This means that I agree with Gary in part, but only in part. As I write early in the book, Nozick’s utopia of self-contained utopias is not the best vision of pluralist liberalism, for reasons that overlap with Gary’s interest in consent to associational membership. In the Nozickean world, the various thick communities seemingly exhaust the social landscape, dividing it up neatly among themselves. But liberal freedom depends in part on the existence of a social space in between, a place where dissenters can go, new associations can be formed, and members of the various communities can meet on relatively neutral terms. This requires literal space; I’ve argued elsewhere that cities are a characteristic locale.[28] And it in part requires normative space: arenas like the market in which governing rules are impersonal even if the rules governing other aspects of life depend on who one is, Gesellschaft space between Gemeinschaft communities. Gary emphasizes consent, of which I think too much can be made, but it’s true that we can’t impute consent (or even acquiescence) to membership in local, communal, or customary groups if there’s no social place they could go if they chose to leave. Philosophical writings on the right of exit often treat it exclusively as something recognized or not by the group’s own norms, but it’s really in part something that arises out of the interaction between the group’s norms and those of this in-between space.
Where I suspect I disagree with Gary is in linking that in-between space governed by Gesellschaft norms and serving to limit the power of intermediate groups with the Weberian modern state. That is, I think that ancient constitutionalism was a theory for how to limit—not how to abolish—the early modern absolute state, and I think that pluralist liberalism is probably best understood as a theory concerned with intermediate bodies in an order in which they are genuinely intermediate—that is, in a hybrid order that includes the modern state. Gary argues in his important book Anarchy and Legal Order[29] that this connection isn’t a necessary one, and that there are reasons to think it undesirable and unjust; that stateless orders can include appropriately abstract systems of law.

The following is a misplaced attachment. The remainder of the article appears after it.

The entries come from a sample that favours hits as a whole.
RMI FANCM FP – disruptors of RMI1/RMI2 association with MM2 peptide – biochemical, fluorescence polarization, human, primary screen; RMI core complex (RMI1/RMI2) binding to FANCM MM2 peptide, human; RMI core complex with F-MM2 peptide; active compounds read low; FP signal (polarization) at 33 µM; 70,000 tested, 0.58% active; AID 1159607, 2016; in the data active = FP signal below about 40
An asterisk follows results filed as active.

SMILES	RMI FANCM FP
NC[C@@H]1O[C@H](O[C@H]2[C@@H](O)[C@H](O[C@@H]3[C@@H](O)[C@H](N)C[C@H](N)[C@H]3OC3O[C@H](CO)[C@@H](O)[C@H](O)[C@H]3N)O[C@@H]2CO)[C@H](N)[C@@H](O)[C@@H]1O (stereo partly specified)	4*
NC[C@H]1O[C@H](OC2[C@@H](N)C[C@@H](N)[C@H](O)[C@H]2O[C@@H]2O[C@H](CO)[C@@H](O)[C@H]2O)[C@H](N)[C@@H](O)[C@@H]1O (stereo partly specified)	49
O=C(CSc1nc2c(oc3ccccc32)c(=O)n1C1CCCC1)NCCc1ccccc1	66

I don’t disagree with his diagnoses of the many evils associated with the state form; but I treat the state as a social fact, a given in our current historical and technological circumstances. As a pluralist and an anti-contractarian, I’m uninterested in the mythology that seeks to dress up the state in moral legitimacy all the way down, grounded in individual consent; but that also means that I deny the anarchist contrapositive, that the absence of such consent or moral legitimacy all the way down much matters for how we live with states. And so my approach to thinking about pluralist liberalism treats associations against the background of the Weberian state. While I don’t moralize the state or treat it as automatically likely to promote the freedom of those subject to it—quite the contrary—I do think its rationalizing, centralizing, and bureaucratic tendencies can provide a counterbalance to the sometimes personalistic, conservative, and hierarchical character of associational and group life.